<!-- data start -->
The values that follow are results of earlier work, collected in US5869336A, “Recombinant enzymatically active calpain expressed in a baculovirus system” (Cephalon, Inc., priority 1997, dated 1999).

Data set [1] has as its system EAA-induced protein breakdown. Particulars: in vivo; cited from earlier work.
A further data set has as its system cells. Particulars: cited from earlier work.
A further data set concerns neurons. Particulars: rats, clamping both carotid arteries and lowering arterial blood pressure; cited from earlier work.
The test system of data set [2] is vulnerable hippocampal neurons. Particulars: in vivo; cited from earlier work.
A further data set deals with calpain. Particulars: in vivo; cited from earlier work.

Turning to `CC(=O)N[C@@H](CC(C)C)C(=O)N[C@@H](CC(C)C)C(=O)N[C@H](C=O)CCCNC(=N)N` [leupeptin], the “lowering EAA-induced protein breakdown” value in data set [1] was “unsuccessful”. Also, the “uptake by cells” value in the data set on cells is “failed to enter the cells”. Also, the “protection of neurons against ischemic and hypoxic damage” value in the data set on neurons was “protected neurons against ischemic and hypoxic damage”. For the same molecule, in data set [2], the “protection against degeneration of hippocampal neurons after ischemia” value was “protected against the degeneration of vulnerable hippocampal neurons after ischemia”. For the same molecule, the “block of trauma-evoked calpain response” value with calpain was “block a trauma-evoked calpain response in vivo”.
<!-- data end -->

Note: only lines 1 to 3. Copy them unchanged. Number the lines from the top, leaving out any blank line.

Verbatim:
The values that follow are results of earlier work, collected in US5869336A, “Recombinant enzymatically active calpain expressed in a baculovirus system” (Cephalon, Inc., priority 1997, dated 1999).

Data set [1] has as its system EAA-induced protein breakdown. Particulars: in vivo; cited from earlier work.
A further data set has as its system cells. Particulars: cited from earlier work.